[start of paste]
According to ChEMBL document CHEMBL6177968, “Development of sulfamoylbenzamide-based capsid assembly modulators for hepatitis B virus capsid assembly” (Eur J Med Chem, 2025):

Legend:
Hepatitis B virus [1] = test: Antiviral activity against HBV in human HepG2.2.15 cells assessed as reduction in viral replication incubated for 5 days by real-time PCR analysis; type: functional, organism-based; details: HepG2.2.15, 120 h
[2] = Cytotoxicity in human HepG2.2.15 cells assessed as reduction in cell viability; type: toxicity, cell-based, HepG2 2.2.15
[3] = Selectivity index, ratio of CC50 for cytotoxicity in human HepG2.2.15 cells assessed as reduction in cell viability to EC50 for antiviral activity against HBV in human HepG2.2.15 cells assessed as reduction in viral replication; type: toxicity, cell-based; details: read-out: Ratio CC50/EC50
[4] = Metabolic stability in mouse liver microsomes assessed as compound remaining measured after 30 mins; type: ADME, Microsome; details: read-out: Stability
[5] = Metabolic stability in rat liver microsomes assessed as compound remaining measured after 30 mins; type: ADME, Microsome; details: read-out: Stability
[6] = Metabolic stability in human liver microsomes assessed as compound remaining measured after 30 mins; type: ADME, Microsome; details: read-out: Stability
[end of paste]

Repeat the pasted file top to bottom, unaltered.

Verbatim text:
According to ChEMBL document CHEMBL6177968, “Development of sulfamoylbenzamide-based capsid assembly modulators for hepatitis B virus capsid assembly” (Eur J Med Chem, 2025):

Legend:
Hepatitis B virus [1] = test: Antiviral activity against HBV in human HepG2.2.15 cells assessed as reduction in viral replication incubated for 5 days by real-time PCR analysis; type: functional, organism-based; details: HepG2.2.15, 120 h
[2] = Cytotoxicity in human HepG2.2.15 cells assessed as reduction in cell viability; type: toxicity, cell-based, HepG2 2.2.15
[3] = Selectivity index, ratio of CC50 for cytotoxicity in human HepG2.2.15 cells assessed as reduction in cell viability to EC50 for antiviral activity against HBV in human HepG2.2.15 cells assessed as reduction in viral replication; type: toxicity, cell-based; details: read-out: Ratio CC50/EC50
[4] = Metabolic stability in mouse liver microsomes assessed as compound remaining measured after 30 mins; type: ADME, Microsome; details: read-out: Stability
[5] = Metabolic stability in rat liver microsomes assessed as compound remaining measured after 30 mins; type: ADME, Microsome; details: read-out: Stability
[6] = Metabolic stability in human liver microsomes assessed as compound remaining measured after 30 mins; type: ADME, Microsome; details: read-out: Stability